Why I built a tiny PHP Framework called Tuppence
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When you tell other developers that you have built your own framework, unless your someone like Taylor Otwell most usually roll their eyes and question why you're not using an off the shelf framework like Laravel or Symfony before lecturing you on reinventing the wheel.
What they forget is that while those frameworks are indeed incredibly useful, contain practically everything you could need to get started quickly and come with tens of thousands of hours of development and install counts in the millions. For certain projects, the kind that are little more than static websites having the whole of Laravel, Symfony or otherwise surrounding what could be done with a handful of files feels wasteful.
As an example think of a single page website that has one form with two radio inputs and a submit button. The backend consumes the POST request and increments one of two counters stored in a text file before returning a thank you page.
This could all be achieved with one
index.php file containing all the html and php for displaying the page. It may seem a little dramatic to some, but there are a lot of projects that are nearly as basic as this example where a framework's boilerplate alone would outnumber the project code by a factor of ten let alone the vendor directory.
So what do you really need for a small project such as the api backend for an interactive display or iDetail anyway? A few years ago a thought I had found the answer in the micro PHP framework Proton. It provides routing via League\Route, dependency injection via League\Container and events via League\Event and at its core is just one file containing less than 300 lines of code.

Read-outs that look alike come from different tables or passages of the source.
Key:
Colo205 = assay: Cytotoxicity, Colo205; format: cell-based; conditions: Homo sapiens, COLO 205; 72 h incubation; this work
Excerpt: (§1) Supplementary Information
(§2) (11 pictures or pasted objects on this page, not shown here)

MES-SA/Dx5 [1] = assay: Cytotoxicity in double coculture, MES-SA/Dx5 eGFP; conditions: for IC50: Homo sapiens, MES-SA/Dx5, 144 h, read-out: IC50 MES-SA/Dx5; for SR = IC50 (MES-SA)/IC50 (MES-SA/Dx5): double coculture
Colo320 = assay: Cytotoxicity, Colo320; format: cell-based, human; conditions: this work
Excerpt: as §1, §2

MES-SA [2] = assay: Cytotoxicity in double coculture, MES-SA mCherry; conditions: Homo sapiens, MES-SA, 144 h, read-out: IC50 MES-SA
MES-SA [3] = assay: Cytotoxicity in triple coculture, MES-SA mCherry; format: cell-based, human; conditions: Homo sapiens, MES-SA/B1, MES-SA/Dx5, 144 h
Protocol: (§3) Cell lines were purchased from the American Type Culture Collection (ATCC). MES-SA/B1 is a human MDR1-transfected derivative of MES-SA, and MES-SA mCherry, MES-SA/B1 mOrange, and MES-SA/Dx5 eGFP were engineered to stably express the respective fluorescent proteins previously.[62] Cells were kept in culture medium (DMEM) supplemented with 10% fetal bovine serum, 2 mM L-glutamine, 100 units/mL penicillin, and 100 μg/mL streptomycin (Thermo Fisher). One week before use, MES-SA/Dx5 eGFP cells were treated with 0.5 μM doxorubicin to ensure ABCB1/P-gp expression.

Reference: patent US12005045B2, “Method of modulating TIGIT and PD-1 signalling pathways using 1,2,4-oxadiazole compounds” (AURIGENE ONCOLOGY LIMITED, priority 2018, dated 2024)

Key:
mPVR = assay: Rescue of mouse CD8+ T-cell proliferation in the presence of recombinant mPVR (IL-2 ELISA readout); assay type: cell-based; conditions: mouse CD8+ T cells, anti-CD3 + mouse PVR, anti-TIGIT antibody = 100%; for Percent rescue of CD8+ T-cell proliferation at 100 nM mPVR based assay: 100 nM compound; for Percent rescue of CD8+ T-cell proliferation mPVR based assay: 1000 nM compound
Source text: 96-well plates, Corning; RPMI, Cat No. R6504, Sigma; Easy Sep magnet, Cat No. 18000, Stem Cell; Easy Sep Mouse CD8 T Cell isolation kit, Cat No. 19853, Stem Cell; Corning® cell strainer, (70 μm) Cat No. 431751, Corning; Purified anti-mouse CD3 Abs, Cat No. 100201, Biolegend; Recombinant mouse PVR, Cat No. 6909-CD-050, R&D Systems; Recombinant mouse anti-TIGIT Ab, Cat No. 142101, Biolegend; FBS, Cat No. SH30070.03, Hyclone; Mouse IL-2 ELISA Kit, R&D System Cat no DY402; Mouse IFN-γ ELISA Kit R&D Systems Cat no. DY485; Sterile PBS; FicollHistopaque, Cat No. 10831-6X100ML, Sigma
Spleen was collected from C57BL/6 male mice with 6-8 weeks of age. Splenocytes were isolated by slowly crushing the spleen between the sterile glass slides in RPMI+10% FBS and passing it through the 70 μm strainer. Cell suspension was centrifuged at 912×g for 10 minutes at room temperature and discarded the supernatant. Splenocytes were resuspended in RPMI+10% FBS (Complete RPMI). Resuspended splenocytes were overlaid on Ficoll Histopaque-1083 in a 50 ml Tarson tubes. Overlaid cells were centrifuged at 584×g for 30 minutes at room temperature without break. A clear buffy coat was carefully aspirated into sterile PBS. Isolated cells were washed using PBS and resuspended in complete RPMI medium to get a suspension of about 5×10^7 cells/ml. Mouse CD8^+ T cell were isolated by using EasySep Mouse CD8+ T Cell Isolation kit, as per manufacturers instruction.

With Tuppence i'm not exactly reinventing the wheel; the last commit to Proton was by Alex Bilbie on the 29th December 2015 and while you could say Proton is finished it is using out of date dependencies and that alone gave me the excuse to write Tuppence.
Tuppence uses the same components provided by The League of Extraordinary Packages just the latest versions allowing it to boast being a PSR-7 framework. Because my day to day involves a lot of working with Laravel projects I also created a Tuppence Boilerplate that allows me to get started quickly in a familiar "laravel-esq" directory structure with the addition of PHP Plates for templating and database support provided by the Doctrine ORM.
As a basic starting block Tuppence has been used in a number of small projects which is exactly the niche it fits into. I didn't write it to replace frameworks like Laravel or Symfony but instead to be used on projects where their use would be overkill.